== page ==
I don’t think I ever drink as much coffee as when I’m traveling. Americanos for me and Frappes for Olya.
Our first meal was Kabul, an Afghanistan restaurant, similar to Indian food and just as delicious. Not some fancy fine dining, but good ol’ cultural food in the middle of where the locals eat, walking distance from our hotel.
We drove around the first night, scouting the city and getting familiar driving around so we can plan where to go the next day. We stopped by a random hill with a view of the Parthenon, so I took some long exposures with the Sony and Gorillapod.
Early next morning I was so excited to film, I got up myself at the crack of dawn while my wife slept soundly and drove to the outer streets of Areopagus Hill (Mars Hill) to hike to the hill on foot. It’s a beautiful and easy hike to see the city of Athens, the Parthenon, and Mount Lycabettus. After I got my sunrise photos and videos, I went back to pickup my wife to enter the actual Parthenon. Even in low-season, the earlier you go the less crowds you’ll have to fight through. We made it just in time, on our way out the entrance became packed with tourists and class trips.
A peek of Odeon of Herodes Atticus.
Snack break! This was our first time trying the Greek dessert bougatsa, and it was to die for! We were addicted to these things, not too sweet but a soft chewy morsel of happiness that pairs perfectly with iced coffee.
A delicious lunch at Ouzeri Tou Laki with outdoor seating. Fresh seafood that was on display for us to choose for our meal.
Olya found this famous Greek sandal maker at Melissinos that customized a pair just for her. I think it cost less than $50.
We had enough of the city for one day, so we decided to drive 30 minutes to Glyfada Beach through the beautiful ocean side highway. The beach is next to the abandoned Olympics stadium, which is kind of a sad sight to see. So much wasted resources and land just for a few athletes to show off their skills. Next to the abandoned stadiums is also an abandoned airfield with a few Olympic Air Boeing jets. What a unique drone opportunity to fly so close to other airplanes and over a runway too!
We drove up to Mount Lycabettus to catch a beautiful sunset over the city and had a few drinks before finding dinner. We had more cheap eats, gyros at Souvlaki Gyros, the name of the hole in the wall says it all.
Our plan on the third day was to drive north through Delphi, and towards Meteora and stay at Metsovo in the mountains. Thanks to Google satellite maps while driving north on E75, I spotted a random dirt road next to lake Limni Iliki, and decided to pull off. No signs, no paved road, just a path that could lead us anywhere. The path was a beautiful trail of floral landscapes with lakes and hills in the distance. We continued towards Delphi on E65 along the beautiful sea that was crystal clear, Olya drove the car while I chased it with the drone. It was fantastic! I was really excited about being in Greece with so much landscape photography opportunities.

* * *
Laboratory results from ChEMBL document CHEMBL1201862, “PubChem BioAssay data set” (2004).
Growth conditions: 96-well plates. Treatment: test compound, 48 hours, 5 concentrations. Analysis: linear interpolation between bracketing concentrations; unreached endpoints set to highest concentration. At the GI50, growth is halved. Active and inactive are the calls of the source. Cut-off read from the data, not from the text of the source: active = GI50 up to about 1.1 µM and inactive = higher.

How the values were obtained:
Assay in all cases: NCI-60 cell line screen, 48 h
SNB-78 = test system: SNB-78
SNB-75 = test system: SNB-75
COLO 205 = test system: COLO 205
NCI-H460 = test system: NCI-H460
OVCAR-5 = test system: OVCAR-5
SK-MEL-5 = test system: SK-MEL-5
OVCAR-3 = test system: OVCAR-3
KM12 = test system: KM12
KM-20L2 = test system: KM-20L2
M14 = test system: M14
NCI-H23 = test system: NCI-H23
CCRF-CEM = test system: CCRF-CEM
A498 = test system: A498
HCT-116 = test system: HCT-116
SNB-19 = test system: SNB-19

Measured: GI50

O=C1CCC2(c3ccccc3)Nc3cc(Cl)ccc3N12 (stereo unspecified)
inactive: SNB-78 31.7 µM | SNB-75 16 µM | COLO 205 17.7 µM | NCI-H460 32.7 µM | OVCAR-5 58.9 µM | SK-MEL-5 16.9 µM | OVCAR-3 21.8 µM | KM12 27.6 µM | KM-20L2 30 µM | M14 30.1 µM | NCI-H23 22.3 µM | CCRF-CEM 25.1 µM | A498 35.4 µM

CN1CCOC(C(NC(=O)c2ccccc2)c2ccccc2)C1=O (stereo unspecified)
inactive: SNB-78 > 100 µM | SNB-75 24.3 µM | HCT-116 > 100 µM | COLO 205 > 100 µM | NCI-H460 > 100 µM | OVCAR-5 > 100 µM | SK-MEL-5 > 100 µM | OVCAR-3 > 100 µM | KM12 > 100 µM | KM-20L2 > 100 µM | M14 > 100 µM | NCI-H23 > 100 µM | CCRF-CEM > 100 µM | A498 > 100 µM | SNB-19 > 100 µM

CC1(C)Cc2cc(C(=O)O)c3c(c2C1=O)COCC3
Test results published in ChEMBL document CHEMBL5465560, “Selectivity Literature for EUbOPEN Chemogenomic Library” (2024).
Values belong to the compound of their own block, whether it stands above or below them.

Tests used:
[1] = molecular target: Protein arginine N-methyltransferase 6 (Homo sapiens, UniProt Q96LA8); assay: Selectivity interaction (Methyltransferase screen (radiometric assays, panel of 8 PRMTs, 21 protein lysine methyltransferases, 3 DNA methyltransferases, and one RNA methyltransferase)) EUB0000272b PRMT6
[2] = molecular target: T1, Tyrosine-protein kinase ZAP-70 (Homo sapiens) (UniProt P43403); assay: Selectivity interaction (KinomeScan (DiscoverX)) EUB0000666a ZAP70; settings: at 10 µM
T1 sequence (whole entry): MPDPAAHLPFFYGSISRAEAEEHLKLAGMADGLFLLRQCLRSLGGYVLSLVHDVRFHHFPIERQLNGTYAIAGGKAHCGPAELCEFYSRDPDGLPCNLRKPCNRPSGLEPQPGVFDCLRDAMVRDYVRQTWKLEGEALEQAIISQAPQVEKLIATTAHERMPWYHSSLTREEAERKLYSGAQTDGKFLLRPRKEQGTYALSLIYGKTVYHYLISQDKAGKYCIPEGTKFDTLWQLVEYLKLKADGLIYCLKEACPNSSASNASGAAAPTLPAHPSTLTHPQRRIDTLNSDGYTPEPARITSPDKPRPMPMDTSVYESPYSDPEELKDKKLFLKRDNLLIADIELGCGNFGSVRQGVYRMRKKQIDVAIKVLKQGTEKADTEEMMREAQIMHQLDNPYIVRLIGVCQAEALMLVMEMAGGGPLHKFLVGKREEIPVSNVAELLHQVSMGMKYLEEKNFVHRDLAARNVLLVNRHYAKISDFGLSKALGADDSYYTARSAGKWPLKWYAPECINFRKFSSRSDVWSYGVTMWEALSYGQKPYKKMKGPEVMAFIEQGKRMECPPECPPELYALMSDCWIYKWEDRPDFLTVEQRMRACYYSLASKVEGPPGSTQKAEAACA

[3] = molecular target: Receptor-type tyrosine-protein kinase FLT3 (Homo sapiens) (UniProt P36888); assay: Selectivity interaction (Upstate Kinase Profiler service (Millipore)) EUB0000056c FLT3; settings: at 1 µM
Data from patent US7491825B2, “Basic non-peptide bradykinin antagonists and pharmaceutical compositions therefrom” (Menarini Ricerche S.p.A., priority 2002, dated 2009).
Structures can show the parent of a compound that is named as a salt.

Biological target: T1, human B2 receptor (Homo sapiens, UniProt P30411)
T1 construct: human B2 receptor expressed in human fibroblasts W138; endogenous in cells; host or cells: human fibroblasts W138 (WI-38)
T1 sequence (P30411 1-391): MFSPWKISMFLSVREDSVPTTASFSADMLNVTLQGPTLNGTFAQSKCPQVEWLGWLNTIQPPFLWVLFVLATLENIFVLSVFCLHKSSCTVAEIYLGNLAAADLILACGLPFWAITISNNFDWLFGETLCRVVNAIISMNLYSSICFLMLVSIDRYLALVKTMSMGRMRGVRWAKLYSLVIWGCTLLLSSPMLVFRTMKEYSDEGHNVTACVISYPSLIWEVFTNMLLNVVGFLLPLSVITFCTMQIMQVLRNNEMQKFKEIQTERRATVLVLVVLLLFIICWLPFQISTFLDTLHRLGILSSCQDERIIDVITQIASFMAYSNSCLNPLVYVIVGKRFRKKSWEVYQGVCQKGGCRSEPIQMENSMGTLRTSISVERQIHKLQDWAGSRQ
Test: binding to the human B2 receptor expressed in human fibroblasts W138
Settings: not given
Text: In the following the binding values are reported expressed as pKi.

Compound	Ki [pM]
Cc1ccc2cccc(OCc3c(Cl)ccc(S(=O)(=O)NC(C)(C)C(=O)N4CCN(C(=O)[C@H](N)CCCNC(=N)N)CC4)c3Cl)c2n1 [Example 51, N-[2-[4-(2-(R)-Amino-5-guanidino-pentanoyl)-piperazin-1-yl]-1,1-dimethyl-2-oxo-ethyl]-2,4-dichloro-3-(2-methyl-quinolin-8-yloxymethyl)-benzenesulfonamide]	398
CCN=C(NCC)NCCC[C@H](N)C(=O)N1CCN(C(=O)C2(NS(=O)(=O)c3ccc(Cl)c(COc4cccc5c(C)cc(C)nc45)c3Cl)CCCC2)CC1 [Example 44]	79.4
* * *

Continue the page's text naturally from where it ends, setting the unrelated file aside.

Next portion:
While driving on highway 48, we pulled off to a vista point and saw the town of Arachova from a distance. It was quite breathtaking to see all the mountains and hills that the towns are built on. This is also where we spotted the busses of Chinese people, probably on their way to Delphi too!
Our first stop at Delphi was a restaurant Taverna Dion. The town was mostly empty due to low season, and so was the restaurant. The staff was incredibly friendly as he invited us in for a seat. The food was very delicious and once again we had a chance to eat more bougatsa. We walked around the empty town taking some more photos and flew my drone. At this point, I had removed the altitude limit of my drone and went up over 1,500 feet above Delphi for an awesome 360 panorama. We headed back to see the ruins at the Delphi Archaeological site, hiking amongst dozens of Chinese and Korean tourists. The museums and tourist spots in Greece all close around 3pm even though there is still plenty of daylight, so make sure you start your day early if you plan on taking museum and site tours.
Scroll below on the 360 panorama, or double click for full screen. [Requires Adobe Flash]